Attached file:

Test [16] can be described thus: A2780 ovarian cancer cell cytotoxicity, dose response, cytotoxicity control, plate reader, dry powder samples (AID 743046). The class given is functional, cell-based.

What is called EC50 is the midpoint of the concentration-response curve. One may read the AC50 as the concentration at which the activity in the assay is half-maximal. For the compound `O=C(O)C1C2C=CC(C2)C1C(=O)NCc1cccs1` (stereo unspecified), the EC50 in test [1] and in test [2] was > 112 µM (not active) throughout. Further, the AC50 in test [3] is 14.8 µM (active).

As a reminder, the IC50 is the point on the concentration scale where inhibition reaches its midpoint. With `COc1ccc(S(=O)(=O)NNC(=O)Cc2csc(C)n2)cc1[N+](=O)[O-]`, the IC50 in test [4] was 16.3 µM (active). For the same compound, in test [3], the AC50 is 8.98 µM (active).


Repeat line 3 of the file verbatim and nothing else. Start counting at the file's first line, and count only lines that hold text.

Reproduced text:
As a reminder, the IC50 is the point on the concentration scale where inhibition reaches its midpoint. With `COc1ccc(S(=O)(=O)NNC(=O)Cc2csc(C)n2)cc1[N+](=O)[O-]`, the IC50 in test [4] was 16.3 µM (active). For the same compound, in test [3], the AC50 is 8.98 µM (active).